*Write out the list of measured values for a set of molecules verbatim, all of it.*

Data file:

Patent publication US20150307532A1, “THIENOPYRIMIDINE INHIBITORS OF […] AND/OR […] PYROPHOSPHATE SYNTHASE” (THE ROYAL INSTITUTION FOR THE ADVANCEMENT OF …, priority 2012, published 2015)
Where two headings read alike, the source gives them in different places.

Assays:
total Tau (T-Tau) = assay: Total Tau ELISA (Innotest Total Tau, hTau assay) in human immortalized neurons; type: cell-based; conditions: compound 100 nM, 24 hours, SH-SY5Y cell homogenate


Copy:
Patent publication US20150307532A1, “THIENOPYRIMIDINE INHIBITORS OF […] AND/OR […] PYROPHOSPHATE SYNTHASE” (THE ROYAL INSTITUTION FOR THE ADVANCEMENT OF …, priority 2012, published 2015)
Where two headings read alike, the source gives them in different places.

Assays:
total Tau (T-Tau) = assay: Total Tau ELISA (Innotest Total Tau, hTau assay) in human immortalized neurons; type: cell-based; conditions: compound 100 nM, 24 hours, SH-SY5Y cell homogenate